The hiding of Questagame’s comment and the lack of transparency around why it was hidden is extremely concerning. @tiwane Can we get their comment unhidden and a response from senior iNat staff and additionally a separate response from who you report to at California Academy of Sciences regarding their oversight of your cultural competency initiatives?
I too am left wondering why the Questagame post was flagged. I am unclear what the nature of the objection might have been. Perhaps I am missing the backstory. I am aware of some of the pieces of the history, I believe I understand the some of the concerns over group accounts, I comprehend a possible perceived risk of rehashing that history as derailing this topic, but I cannot see that the suggestion made as an inclusivity suggestion is sufficiently inappropriate as to be flagged.
The allegations in them against iNaturalist staff are on their face credible. Coupled with the points Questagame raises in ideas for expanding iNaturalist into more open and inclusive areas, this is sufficiently serious enough that we need clear and immediate feedback from iNaturalist and those they report to at the California Academy.
it looks to me like this is probably hidden because someone flagged it for being off topic. if you read the last paragraph in questagame’s comment, you’ll see that they basically admit that they haven’t made any suggestions for changes that are related to diversity at all, but they just want iNat to reinstate their account. throughout the post, they make vague assertions that somehow reinstating their account will help to increase diversity, but they never explain how. i suppose if you want to help questagame hijack this topic with their own agenda, that’s fine, but i don’t see how their agenda helps anyone’s cause but questagame’s.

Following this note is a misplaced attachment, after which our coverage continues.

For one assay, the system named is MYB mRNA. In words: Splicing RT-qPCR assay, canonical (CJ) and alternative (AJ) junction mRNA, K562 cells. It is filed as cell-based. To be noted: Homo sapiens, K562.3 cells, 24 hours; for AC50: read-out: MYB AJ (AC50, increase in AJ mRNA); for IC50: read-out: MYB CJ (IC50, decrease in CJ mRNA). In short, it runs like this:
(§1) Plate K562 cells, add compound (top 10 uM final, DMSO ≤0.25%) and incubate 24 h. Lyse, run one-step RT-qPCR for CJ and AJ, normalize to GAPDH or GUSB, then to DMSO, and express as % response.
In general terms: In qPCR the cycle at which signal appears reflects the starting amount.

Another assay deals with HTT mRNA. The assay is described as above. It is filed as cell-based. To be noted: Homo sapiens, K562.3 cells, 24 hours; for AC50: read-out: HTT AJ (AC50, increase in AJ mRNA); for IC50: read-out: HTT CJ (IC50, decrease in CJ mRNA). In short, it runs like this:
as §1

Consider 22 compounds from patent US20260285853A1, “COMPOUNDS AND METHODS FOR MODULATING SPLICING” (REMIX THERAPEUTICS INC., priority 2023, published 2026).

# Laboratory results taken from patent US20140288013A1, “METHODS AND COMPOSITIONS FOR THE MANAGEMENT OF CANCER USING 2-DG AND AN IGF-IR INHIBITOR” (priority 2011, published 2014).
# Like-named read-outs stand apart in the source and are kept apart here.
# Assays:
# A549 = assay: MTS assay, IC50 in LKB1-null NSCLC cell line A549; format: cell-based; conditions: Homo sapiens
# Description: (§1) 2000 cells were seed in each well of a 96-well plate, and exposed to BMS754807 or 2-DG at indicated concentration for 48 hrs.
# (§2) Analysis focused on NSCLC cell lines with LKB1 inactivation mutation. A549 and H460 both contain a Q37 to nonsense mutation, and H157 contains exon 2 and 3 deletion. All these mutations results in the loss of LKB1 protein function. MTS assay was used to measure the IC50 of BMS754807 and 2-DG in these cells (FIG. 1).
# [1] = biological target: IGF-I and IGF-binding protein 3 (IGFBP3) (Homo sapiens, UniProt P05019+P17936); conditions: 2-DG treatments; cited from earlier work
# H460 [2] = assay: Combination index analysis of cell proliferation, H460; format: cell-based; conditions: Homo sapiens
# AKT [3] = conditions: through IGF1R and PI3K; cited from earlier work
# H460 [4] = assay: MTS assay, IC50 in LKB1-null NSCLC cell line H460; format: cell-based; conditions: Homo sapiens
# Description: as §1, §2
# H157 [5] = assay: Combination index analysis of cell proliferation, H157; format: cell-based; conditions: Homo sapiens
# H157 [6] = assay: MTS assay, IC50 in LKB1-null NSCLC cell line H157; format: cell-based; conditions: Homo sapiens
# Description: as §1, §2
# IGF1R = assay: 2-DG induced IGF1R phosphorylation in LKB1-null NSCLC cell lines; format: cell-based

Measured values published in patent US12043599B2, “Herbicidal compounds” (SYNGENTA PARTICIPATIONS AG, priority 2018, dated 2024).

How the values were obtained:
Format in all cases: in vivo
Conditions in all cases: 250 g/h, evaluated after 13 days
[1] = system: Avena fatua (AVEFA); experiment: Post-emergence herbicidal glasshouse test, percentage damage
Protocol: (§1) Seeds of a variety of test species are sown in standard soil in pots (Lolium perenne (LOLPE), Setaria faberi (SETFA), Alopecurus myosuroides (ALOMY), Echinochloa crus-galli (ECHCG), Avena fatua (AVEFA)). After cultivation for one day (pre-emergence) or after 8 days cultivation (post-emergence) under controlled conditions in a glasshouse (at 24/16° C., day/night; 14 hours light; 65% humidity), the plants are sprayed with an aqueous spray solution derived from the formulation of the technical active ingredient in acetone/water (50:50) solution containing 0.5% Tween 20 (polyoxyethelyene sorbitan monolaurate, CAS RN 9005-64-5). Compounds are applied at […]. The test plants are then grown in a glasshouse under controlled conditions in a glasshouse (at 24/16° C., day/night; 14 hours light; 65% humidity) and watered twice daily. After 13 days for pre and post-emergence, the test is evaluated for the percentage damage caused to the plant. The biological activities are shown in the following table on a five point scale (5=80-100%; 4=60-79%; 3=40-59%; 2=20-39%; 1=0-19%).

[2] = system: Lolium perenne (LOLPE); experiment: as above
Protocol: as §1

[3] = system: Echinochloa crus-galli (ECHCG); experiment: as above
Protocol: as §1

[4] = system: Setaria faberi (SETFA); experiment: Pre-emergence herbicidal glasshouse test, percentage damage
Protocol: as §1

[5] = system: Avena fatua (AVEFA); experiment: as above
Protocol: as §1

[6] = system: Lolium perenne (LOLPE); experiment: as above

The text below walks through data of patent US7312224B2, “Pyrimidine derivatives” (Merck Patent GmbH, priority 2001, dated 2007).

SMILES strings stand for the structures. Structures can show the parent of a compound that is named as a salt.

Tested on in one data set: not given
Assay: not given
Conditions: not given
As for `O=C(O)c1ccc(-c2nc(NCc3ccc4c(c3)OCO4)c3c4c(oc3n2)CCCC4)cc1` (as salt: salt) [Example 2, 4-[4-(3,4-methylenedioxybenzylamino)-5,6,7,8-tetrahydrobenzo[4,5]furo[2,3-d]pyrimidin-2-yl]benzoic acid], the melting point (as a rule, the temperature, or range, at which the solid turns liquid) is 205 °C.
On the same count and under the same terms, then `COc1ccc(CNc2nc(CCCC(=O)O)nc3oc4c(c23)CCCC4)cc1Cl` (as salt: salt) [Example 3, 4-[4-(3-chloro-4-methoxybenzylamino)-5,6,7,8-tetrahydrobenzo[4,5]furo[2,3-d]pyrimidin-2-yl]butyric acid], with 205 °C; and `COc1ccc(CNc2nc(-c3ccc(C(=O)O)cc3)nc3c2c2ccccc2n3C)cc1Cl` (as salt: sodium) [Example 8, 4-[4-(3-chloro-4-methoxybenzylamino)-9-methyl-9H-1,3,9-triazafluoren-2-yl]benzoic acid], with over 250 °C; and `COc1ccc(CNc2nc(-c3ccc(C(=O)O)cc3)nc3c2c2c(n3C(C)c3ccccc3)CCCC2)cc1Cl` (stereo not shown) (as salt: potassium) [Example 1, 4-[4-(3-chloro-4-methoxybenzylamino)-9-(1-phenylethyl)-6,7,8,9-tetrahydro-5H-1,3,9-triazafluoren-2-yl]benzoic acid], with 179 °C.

if you feel the need to report something to CAS, why don’t you just make a report to someone that CAS that you think will make things better?
I wanted to communicate directly with CAS leadership but they only provide a generic ‘press’ inbox. Some of the c-level folks had twitter handles, but not everyone is on twitter. I left a public comment on their most recent Instagram post directing them to this thread as I felt that had more chance of being seen as opposed to a press email box that is overrun with spam.
I read the hidden comment. The allegations of iNaturalist staff complaining Questagame is ruining iNaturalist plus their thoughts on what changes iNat could make to improve access in communities who do not follow the eurocentric way of doing science (individual contributors, no anonymity, no communal participation) are very compelling and I feel they deserve a public airing. If questagame has receipts (proof) for the negative comments from staff I would expect them to bring them, otherwise retract the statement.
do you even know what questagame is and how they operate? if you really want to go to bat for questagame, i suggest that you first read through some of the other threads that questagame has participated in here, and read their website, and see if you think think they are being transparent with their actions and statements. ask yourself what is their goal with their product, how are they making money from the product, and why are they so interested in linking to iNaturalist? then compare that to how iNaturalist operates.
anyway, i think that’s enough of a tangent. (sorry.) we really should return to the core topic.